“In general, a home health care worker makes considerably less than a golf caddie," says Jody Gastfriend, vice president of senior care at Care.com, an online marketplace that connects people looking for care with those offering caregiving services, including pet care, child care and senior care.
Gastfriend says that with the looming shortage of home care workers, the burden is increasingly falling on family members. And their employers are starting to take note.
"Employers lose an estimated $33 billion a year for senior care issues," she says. "People are not able to focus, they’re not able to show up, they’re distracted ... so all of a sudden dad needs to go to the doctor and you need to drop everything or there’s a crisis [and] you have to go to the hospital."
Jean Louis, Neuberg's caregiver, found her job through a Boston startup called Meetcaregivers. The company helps match families with highly vetted personal care assistants, home health aides and certified nursing assistants, and then pays these workers more than the national average.
Helen Adeosun, a former caregiver and graduate of Harvard's School of Education, co-founded CareAcademy nearly two years ago to support professional development for caregivers. The organization contracts with home care agencies to offer practical training through bite-sized "microcourses" online, like how to communicate with an Alzheimer's patient or how to bathe a senior.
Adeosun says her goal is to help build and enhance the career ladder for working caregivers. The idea, she says, is to take someone who is interested in a caregiving career and teach them skills over time.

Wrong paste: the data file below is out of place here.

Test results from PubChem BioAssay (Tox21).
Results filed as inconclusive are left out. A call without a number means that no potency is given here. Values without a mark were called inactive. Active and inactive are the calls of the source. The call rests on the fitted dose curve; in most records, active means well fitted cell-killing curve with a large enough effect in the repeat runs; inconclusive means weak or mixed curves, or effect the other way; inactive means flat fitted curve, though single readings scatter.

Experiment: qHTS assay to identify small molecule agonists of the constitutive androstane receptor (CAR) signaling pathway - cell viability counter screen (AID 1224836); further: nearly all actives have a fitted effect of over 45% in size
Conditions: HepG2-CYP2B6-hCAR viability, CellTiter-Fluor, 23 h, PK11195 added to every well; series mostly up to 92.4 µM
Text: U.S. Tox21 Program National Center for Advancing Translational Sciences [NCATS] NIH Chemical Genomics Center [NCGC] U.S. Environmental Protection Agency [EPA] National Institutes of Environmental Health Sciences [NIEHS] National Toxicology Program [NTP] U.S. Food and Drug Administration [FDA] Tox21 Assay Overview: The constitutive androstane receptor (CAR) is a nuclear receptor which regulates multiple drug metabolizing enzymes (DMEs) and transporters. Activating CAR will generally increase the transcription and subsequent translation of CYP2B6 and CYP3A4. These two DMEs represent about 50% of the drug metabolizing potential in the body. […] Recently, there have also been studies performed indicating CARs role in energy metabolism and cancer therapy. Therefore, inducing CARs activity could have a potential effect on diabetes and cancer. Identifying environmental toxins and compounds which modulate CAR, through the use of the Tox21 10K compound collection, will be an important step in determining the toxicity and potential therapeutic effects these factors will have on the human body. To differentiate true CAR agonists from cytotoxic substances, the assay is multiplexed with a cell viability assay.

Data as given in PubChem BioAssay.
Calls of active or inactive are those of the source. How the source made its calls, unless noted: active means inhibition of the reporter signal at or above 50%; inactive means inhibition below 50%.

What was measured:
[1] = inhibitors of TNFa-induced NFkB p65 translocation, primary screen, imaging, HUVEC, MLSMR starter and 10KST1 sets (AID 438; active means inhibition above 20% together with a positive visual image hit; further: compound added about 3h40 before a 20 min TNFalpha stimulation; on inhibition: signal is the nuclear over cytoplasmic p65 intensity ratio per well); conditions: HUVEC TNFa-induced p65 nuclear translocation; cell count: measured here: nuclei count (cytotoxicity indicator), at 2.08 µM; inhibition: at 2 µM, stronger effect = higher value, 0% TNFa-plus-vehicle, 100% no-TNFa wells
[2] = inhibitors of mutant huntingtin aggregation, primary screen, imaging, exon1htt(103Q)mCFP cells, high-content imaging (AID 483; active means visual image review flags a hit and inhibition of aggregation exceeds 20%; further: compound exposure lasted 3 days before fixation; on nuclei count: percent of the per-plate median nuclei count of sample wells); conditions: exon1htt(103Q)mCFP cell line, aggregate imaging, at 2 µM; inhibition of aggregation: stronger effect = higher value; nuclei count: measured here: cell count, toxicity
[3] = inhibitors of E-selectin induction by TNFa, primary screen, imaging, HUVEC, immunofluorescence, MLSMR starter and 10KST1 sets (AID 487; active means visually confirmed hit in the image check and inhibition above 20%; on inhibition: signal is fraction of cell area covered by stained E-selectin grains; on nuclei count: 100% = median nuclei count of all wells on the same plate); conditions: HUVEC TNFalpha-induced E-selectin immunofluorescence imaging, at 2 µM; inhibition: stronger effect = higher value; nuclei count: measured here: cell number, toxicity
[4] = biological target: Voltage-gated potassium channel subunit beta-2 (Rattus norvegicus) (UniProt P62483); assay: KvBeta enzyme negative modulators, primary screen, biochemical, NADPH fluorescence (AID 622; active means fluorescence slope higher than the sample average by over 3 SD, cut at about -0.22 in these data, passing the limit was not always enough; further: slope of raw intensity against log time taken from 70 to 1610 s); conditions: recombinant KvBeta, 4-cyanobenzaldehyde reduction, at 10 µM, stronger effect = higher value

"So they can go from someone who may never have been a caregiver to possibly being a home health aide, then a [certified nursing assistant] and then possibly a career in nursing," she says. "That whole trajectory, that whole pipeline is what we need right now as the number of people who are doing the work is shrinking."
Indeed, many families still struggle to find qualified caregivers.
Patricia Pucci, of Framingham, manages care for her 75-year-old mother, who has a rare form of dementia. Over the past five years, as her mother's health deteriorated, Pucci says she's seen numerous caregivers come and go, including "10 or 12" in the past year. Some show up late, she says, or not at all, or they just don't have the temperament for the job. Pucci says taking care of seniors requires patience and respect; it's not like a gig at Dunkin' Donuts or McDonald's.
"You're not pouring a cup of coffee or flipping a burger," Pucci says. "You are basically assisting a senior with their daily life and you should have compassion and you should have caring, and you should want to be there, not just because of the little money you're making, and I realize it's very little."
Lisa Gurgone, director of the Home Care Aide Council, an advocacy group in Massachusetts, says the organization recently launched new training courses for caregivers to help professionalize the workforce. One class addresses questions on seniors with mental health problems like depression and hoarding. Other courses deal with seniors and substance abuse; and LGBTQ seniors.
With this type of targeted education, Gurgone says, home care workers could become a key part of the larger health care team.
"These frontline workers are the eyes and ears of consumers in their home on a day to day basis," Gurgone says. "Research shows that when you get that worker there they will share information that’s important to the clinical team."
Jean Louis, who dreams of a career in medicine someday, says she loves her current job, but wishes home care workers, in general, got more respect.
"A lot of people try to put you down in this job," she says. "I used to work for a family where she would not allow me to go to the doctor's appointments with her husband. I would have to stand outside. She did not want me to be part of [that] world."
Leroy Neuberg credits Jean Louis for helping him live so well for so long.
We should all be so lucky, singing at 102, with a compassionate caregiver close by.
This segment aired on October 31, 2017.